Another typical demanding task is the translation of handwritten medical text. As shown in Figure 2, legibility of the handwritten source is one of the many difficulties in life sciences work. Project managers have the tough task of negotiating rates to meet markup, all while maintaining the reliability and continued involvement of high quality freelancers. They are also required to work with difficult source material where at times translation tools cannot be applied. In the case of scrawled handwriting, knowledge of the terminology is key to understanding the handwritten text. This type of task is particularly inefficient, and at times LSPs additionally are asked to provide the translation in a handwritten format written as closely as possible to the source sentence. Given the current technological landscape, this seems a Stone Age reality. Nevertheless, this is often what clients need for clinical trials.

An alternative to this is also another time consuming and costly task, which involves the scanning of thousands of pages and the training of freelancers to discern which sections require translation. The translation is then directly inserted into the PDF file using text boxes. It is easy to guess that these are tasks linguists do not enjoy, while project managers prefer not to outsource them but instead to keep them in-house to manage costs and time.

The examples mentioned previously represent some of the multitude of different deliverables required by life sciences clients. From an LSP perspective, the output is time consuming, prices are low and quality needs to be high nonetheless. However, the benefit is that the life sciences market is ever expanding and the possibilities of increased revenue are very high.


Client perspective

Clients need to work with LSPs who understand the industry and who are au fait with current life sciences regulations — in other words, LSPs that do not require training and are familiar with expectations in terms of quality and submission approval, as well as being aware of the costly impact of noncompliance. Clients consequently prefer LSPs that are International Organization for Standardization (ISO) certified and operate under a strong and transparent quality assurance process. Being ISO 9001 or EN15038 certified is a strong selling point for attracting business, given that life sciences companies appreciate LSPs with a regulated internal structure. The same applies to LSPs that follow the International Society for Pharmacoeconomics and Outcomes Research’s linguistic validation methodologies, which is seen as a strong endorsement for the quality of the services provided.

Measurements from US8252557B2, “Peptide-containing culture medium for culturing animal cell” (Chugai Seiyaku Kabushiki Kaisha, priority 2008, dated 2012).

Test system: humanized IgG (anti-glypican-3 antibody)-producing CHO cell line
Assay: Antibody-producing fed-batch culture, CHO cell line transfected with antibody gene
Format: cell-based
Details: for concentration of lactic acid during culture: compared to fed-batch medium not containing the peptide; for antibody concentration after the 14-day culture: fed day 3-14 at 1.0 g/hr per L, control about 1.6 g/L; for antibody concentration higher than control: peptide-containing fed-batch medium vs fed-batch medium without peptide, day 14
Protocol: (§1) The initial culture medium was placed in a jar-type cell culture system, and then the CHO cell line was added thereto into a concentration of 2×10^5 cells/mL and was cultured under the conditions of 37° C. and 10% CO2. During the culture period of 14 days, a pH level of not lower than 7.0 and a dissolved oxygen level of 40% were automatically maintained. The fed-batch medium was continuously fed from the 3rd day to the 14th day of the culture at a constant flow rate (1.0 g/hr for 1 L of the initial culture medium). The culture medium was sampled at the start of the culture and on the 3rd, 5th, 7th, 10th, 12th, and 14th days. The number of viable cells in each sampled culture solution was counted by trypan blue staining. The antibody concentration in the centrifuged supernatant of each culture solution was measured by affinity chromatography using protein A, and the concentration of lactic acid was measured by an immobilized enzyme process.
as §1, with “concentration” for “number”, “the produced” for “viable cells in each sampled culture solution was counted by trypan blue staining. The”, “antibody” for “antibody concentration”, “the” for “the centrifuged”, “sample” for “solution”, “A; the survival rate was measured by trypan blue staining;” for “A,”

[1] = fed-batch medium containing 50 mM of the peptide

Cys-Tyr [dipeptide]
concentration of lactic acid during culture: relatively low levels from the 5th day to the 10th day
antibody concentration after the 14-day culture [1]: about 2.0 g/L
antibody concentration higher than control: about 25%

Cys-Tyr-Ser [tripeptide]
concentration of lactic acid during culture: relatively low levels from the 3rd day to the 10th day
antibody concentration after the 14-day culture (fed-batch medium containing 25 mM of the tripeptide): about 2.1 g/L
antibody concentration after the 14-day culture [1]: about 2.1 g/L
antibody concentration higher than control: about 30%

Clients themselves will regularly audit LSPs, where every aspect of a pro-
ject will be investigated and assessed: the tracking of documentation, the implementation of corrective actions due to negative feedback, the follow-up process on reviewed material, version control of documentation, the qualification standards of project managers and resources, storage of certificates on reviewed and final products, how confidential material is handled and so on. However, life sciences clients do not easily change LSPs given the time consuming process it requires to establish a new relationship and clarify operational processes, as well as gain confidence in the new vendor.

In this environment, translation technology can often seem of lesser importance. It is a basic requirement that LSPs provide translation technology tools that assist a client in reducing costs, turnaround time and, more importantly, that it will improve the quality of the deliverable. However, current translation tools do not fully support all the review and update requirements from life sciences clients, and the use of tools such as machine translation (MT) are not widely accepted and even point blank refused. Although clients may be aware of the cost benefits MT could offer in the short term, its use would be more costly in the long term due to the level of review required. Quality is a factor that must be applied in every step of the localization process of a medical product and shortcuts are not necessarily welcomed.

Project managers from the client side have the complex job of working with many agencies, such as: the European Medicines Agency, Pharmaceutical and Medical Devices Agency (Japan), China Food and Drug Administration or the Food and Drug Administration (United States), often concurrently. Despite the increasing global alignment between these organizations, each works under its own set of procedures. Timelines, quality and budgets are three areas of concern that most significantly impact the work of project managers, and these are essentially a question of risk management. A successful product submission will require a combination of procedures in risk assessment, confrontation, intervention and management evolution. These aim to facilitate the understanding, communication and management of a project, tackling such issues as foreign currency risk, patient safety, epidemiological studies or product liability, among many others. Limitations are imposed in any area of research and development, be it in the research, technical, safety, medical, regulatory and commercial sectors, and all of these limitations relate to budgets, quality and schedule. Here project managers can be considered efficiency experts who need to make the best compromise through risk analysis and decision making.